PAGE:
The only limit to what can be built by a team of software developers is imagination. You come up with an idea for a product or service, and chances are engineers can build it for you.

But embarking on a software development project is not as simple as clicking your fingers. It’s a challenge.

In order to ensure the build of your software project is successful, you need to consider different aspects:

  • Budget available
  • Human resources available
  • Technology tools required
  • Users who want the product or service you’re planning to build
  • Timelines

Of course, these are just the highlights. A sub-set of challenges will emerge under each of those over-arching considerations.

Looking for ways to simplify the process, many companies ask themselves when to outsource software development?

This post is a guide to when and how you might want to consider outsourcing the software developments of your company.

 

When is the right time to outsource software development?

Startups, as well as large and established enterprises, increasingly choose to outsource their software development to agencies. Perhaps you want to create your own app or build a new software tool and you need to reach Minimum Viable Product (MVP) status as quickly as possible.

This is where an outsourced software developer, or a team of developers, can really help. However, it’s worthwhile to do your homework before you embark on building a relationship with a software development agency.

Questions to ask yourself before you work with a software development agency

Working with a software development firm can solve a lot of headaches. But it’s unwise to think that all you have to do is find an agency, brief in your project and sit back.

The most successful partnerships between agencies and companies, no matter how small or large they might be, happen when both sides are clear on their expectations. The way to gain that clarity is by asking questions and drilling down on the answers. By the end of this due diligence exercise, you’ll know for sure if you’re ready to outsource your software development requirements.

  • What is my budget? Money. Money. Money. It all starts with budget! Often, it’s more cost effective to work with an agency than to hire your own in-house software engineers. While the attraction of spending less to develop your product is understandable, don’t let price be the only factor you consider. Neither lower nor higher rates indicate the level of quality you can automatically expect. Also think about whether you’re planning to outsource one piece of work or whether this will be an ongoing part of your business. Get to know the agencies you’re considering working with and consider budget within that broader framework.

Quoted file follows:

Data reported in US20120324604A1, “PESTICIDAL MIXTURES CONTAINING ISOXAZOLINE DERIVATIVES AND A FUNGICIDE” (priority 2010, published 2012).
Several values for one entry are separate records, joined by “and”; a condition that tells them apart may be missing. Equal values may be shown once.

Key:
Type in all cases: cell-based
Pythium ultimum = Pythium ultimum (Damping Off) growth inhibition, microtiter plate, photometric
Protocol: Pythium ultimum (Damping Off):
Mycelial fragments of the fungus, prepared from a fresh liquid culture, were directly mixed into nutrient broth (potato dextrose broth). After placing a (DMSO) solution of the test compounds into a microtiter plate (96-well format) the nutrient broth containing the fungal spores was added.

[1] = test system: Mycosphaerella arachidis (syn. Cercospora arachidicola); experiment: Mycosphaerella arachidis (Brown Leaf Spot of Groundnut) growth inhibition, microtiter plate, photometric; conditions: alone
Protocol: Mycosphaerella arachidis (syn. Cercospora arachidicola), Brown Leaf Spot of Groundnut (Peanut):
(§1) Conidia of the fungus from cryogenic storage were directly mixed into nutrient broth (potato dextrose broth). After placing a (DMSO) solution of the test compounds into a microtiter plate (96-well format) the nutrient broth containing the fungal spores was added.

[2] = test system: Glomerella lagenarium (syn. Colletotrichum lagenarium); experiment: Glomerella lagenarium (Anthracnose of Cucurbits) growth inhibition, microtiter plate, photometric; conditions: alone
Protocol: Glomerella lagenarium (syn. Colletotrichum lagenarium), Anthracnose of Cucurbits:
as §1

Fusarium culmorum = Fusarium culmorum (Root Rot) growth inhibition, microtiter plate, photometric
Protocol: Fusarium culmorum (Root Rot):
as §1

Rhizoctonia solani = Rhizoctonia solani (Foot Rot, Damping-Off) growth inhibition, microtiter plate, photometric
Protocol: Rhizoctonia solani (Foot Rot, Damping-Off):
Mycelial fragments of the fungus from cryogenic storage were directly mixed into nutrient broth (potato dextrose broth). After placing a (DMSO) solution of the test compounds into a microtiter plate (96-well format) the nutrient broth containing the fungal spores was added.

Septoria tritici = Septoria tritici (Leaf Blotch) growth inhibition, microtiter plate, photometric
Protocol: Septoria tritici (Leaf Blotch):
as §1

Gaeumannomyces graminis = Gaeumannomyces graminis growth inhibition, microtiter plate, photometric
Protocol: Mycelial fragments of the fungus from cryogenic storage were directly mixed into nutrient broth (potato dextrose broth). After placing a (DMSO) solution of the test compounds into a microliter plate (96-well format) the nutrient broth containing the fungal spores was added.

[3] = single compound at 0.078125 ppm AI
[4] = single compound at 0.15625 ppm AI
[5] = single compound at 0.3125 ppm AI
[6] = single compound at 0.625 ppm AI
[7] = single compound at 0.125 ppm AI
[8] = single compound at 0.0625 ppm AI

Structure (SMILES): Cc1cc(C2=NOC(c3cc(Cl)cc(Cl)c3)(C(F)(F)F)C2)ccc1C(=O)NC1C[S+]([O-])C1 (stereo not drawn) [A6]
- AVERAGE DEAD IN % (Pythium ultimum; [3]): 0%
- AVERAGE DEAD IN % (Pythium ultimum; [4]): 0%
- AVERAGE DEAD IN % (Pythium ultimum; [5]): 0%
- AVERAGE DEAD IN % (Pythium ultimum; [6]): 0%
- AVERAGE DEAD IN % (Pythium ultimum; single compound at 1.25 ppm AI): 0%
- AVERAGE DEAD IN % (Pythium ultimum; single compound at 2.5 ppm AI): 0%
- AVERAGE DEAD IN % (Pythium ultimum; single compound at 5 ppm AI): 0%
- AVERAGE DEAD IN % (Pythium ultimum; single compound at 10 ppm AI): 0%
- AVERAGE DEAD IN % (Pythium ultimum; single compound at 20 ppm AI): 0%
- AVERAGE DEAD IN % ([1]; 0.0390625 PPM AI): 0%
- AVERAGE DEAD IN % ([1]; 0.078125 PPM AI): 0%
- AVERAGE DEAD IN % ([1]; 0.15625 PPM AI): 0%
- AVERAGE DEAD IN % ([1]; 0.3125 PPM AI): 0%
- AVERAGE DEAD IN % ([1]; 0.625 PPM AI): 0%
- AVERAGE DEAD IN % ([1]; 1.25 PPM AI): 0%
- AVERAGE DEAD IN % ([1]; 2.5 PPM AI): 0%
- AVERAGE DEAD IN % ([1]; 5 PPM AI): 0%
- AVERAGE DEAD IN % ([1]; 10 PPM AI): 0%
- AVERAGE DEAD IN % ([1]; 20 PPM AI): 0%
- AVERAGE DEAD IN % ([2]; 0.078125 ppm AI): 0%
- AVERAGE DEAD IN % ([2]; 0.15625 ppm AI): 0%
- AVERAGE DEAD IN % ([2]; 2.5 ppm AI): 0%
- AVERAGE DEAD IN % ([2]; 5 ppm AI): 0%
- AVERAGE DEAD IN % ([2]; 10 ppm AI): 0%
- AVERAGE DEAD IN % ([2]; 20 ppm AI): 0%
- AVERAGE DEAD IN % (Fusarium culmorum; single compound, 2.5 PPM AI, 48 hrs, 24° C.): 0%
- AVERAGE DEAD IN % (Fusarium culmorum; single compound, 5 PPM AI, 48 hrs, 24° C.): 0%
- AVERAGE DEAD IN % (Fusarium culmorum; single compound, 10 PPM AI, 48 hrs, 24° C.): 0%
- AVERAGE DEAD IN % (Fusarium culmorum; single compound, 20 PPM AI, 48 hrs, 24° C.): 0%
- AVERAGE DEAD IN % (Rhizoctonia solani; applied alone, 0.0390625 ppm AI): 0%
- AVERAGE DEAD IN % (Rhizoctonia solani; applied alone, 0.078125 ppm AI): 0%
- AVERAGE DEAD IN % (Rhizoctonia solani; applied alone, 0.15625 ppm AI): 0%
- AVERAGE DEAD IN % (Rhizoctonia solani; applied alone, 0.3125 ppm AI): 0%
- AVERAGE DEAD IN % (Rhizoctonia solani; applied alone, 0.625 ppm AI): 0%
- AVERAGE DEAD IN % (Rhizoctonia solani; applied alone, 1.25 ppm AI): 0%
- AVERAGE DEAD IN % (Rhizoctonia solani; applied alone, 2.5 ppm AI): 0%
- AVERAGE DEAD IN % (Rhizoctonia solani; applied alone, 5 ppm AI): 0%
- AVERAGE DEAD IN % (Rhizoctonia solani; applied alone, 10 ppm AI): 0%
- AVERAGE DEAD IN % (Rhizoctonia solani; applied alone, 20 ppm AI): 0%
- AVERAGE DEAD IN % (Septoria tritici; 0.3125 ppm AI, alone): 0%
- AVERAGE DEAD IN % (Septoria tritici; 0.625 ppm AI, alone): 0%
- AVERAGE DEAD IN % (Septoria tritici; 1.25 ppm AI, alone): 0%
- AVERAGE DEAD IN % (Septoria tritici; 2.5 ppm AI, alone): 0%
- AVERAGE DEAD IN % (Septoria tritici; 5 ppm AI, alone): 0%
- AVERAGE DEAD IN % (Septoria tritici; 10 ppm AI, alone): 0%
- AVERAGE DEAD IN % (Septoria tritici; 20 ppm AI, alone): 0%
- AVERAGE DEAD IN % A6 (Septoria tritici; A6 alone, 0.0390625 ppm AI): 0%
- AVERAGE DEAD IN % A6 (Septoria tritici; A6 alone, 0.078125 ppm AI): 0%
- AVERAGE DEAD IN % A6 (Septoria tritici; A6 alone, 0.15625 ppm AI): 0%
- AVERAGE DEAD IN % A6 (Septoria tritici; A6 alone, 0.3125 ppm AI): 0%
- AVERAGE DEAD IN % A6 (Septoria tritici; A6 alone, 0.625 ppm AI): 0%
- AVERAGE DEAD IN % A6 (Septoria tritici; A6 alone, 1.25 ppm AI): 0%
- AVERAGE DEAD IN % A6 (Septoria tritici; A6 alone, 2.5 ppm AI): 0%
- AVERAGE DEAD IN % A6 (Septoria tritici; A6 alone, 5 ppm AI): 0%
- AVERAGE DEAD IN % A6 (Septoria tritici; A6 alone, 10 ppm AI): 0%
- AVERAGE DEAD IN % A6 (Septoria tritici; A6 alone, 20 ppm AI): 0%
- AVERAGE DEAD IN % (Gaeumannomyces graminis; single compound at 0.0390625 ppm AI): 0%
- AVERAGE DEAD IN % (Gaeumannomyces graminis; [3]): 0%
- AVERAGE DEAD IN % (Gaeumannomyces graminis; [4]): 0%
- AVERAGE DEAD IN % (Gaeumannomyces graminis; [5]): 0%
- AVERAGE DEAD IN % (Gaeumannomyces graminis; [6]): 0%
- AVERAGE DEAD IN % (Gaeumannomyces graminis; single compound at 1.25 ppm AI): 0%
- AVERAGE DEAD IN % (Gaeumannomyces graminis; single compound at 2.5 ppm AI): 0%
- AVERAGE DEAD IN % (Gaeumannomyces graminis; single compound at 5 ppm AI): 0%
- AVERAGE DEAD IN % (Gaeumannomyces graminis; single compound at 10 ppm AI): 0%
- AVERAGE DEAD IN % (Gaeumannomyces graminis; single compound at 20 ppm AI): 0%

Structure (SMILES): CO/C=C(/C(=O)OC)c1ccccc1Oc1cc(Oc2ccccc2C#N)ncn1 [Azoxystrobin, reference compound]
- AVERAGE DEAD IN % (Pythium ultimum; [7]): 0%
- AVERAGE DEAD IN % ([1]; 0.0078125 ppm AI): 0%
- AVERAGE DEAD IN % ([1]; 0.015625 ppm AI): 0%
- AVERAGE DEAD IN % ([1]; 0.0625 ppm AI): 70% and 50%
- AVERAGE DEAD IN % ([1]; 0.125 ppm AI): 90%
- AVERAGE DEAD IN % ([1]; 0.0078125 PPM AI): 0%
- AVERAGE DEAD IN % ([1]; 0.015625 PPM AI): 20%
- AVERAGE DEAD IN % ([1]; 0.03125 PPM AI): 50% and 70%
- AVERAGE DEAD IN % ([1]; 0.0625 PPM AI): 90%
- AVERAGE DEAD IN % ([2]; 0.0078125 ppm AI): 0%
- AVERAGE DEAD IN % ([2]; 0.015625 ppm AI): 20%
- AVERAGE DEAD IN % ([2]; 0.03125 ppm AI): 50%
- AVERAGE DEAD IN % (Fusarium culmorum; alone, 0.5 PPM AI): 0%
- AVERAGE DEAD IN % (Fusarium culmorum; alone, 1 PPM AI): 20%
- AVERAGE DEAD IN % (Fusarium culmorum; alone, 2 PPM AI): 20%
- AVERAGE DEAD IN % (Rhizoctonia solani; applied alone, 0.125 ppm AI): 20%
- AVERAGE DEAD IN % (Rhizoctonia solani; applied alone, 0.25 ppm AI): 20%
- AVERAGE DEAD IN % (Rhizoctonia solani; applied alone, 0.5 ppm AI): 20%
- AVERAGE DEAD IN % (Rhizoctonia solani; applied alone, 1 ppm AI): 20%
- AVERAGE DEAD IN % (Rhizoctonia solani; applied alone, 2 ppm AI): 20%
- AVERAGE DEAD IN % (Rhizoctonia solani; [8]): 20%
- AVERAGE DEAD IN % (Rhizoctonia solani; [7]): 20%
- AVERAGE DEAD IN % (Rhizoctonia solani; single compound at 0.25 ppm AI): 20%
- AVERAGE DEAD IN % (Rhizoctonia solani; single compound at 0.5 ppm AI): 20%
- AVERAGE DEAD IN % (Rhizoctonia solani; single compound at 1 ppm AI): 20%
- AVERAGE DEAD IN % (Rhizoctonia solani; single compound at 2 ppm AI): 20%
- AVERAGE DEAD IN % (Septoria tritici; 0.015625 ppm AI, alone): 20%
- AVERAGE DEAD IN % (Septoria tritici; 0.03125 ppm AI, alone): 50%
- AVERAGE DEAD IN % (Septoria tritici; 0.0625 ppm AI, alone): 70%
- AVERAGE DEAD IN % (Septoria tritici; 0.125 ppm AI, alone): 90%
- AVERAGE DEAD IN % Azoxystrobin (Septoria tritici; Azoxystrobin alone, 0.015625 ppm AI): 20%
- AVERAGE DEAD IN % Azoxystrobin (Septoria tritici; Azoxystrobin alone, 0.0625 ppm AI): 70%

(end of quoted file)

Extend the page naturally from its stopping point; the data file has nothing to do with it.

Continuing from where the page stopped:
• Do I have a team who can work on my idea? Working with a software development agency can take two forms. Sometimes a business already has in-house resources but require extra hands on deck, and sometimes there are no software developers within the business and outsourcing to an agency is the most sensible option. You’ll gain a more realistic understanding of how many people you need to fulfil your project once you’ve completed an initial scoping exercise.
  • Is this my area of expertise? Whether you have employed engineers already or not, it’s not always a given that the project you have at hand is their (or your) area of expertise. One software project is not the same as another. For example, developers who specialise in enterprise-software may have zero skillset for developing apps. Get really clear about the expertise you need on hand to build your project. Often it makes sense to bring on outsourced teams to fit with the specific technology and development requirement unique to your software idea.
  • How aligned is my software development project with my core business?  When you decide to embark on a software development project, it’s necessary to take a long and hard look at how the project will impact on your overall business. Can your business sustain the effort and resources needed to see the project to fruition?

While outsourcing can be the answer to building a proof-of concept or MVP as quickly and cost effectively as possible, it’s a good idea to ask yourself whether you’ll need to bring the skills required in-house at some point. It’s not always necessary to do so, but it’s worth taking a longer-term view of the software project that only its build stage.

I want to outsource. What do I do next?

That’s great news! Getting to the point where you’ve decided to go the software development outsourcing route indicates a fair amount of critical decision-making in itself and is the first step to getting your project off the ground.

Now is when expectations, both yours and an agency’s, need to be identified and very carefully managed.

How to work effectively with a custom software development firm

Your software development agency needs to understand your brief fully. At Netfully, we place huge emphasis on building a partnership with our clients. Thanks to this approach, we spend time getting to understand exactly what outcome a client wants and we ask a lot of questions to build that understanding. Effective communication is key and any company who wants to work with software projects outsourcing companies needs to accept that you need to prioritise communicating with the agency you work with.

One of the early stage considerations to decide on before your app, product or service is build is the technology stack needed. There may be a variety of different ways to build your project, but an effective outsourced software development resource will have enough technical knowledge to propose a solution to ensure your needs are met.